Myth #18: Flash used to be evil

In the earlier years of the internet, many web designers preferred overusing Flash animations, ignoring users with slow internet connections or without Flash player. These early implementations often neglected basic usability principles, too, therefore the whole technology was criticized for being unusable and inaccessible.

Flash technology later improved a lot: it became SEO friendly, got rich accessibility features and even supported the use of the browser’s back button. Most users used to have no problems with Flash itself, suffice to mention the popularity of online video sharing sites that used to only provide a Flash version of the video players. Flash was also responsible for the internet’s most creative era.

However, with the growing popularity of smart phones and tablets (most of which don’t support this technology at all), Flash is no longer an option for any user-friendly website or app.

 

Fun facts about Flash:

  • According to Adobe, there are 1 billion desktop computers with Flash installed
  • Google can index almost all Flash content since 2008
  • A Flash site can meet virtually all web accessibility criteria
  • Flash supports navigation with the browser’s back button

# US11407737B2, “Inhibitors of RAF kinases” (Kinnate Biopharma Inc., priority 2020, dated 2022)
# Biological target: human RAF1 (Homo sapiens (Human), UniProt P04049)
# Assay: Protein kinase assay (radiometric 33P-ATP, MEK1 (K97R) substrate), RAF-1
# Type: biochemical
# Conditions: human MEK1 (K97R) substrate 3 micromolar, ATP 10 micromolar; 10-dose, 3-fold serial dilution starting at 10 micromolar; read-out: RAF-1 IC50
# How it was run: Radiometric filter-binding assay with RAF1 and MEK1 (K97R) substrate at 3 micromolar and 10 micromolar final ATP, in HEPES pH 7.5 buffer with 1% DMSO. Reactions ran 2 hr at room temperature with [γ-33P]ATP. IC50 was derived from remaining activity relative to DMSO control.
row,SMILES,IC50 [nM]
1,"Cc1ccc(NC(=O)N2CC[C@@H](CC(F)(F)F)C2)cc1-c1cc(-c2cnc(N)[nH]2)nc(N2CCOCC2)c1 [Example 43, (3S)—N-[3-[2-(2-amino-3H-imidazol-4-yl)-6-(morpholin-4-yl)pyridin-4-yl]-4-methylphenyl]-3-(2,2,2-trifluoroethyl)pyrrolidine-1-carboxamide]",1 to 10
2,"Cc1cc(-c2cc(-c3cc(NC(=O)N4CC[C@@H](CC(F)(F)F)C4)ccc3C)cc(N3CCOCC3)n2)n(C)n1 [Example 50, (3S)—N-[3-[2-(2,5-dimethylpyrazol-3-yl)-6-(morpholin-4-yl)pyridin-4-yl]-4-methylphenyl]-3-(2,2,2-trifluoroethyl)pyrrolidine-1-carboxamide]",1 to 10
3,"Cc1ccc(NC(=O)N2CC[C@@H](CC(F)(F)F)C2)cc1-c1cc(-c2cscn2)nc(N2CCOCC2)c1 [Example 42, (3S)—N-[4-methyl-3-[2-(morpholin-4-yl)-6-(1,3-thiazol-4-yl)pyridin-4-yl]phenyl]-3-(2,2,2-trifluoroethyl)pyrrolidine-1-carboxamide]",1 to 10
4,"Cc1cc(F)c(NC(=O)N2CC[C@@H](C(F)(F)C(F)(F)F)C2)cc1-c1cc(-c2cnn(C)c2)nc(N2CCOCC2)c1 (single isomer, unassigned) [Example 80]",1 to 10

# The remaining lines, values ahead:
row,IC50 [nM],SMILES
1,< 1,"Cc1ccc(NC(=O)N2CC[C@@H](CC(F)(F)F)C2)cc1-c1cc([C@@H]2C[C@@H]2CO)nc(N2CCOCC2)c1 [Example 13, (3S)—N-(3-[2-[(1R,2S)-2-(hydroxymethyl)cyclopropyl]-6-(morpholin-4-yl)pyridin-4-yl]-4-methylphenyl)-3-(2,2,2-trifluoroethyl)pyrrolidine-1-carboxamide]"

• Text content within Flash can be copied and pasted

Even when it was widely used, Flash had its limitations:

  • Flash used to be a good choice when it added value to the visitors’ experience over the standard browser functionality. For example, Flash was often a good choice for a portfolio sites where animations, 3D effects or audio contributed to the overall experience. An interactive Flash product presentation could also be a very effective sales tool while an e-commerce site totally done in Flash was not recommended at all.
  • To make your Flash site accessible to everyone, a non-Flash version was also required, too, which will need extra resources to develop.
  • Several security experts, such as Symantec and McAfee, recommended users to disable Flash when visiting unknown and untrusted sites because of its vulnerabilities.
  • Although almost every desktop internet user has Flash installed, many also use Flash blockers.
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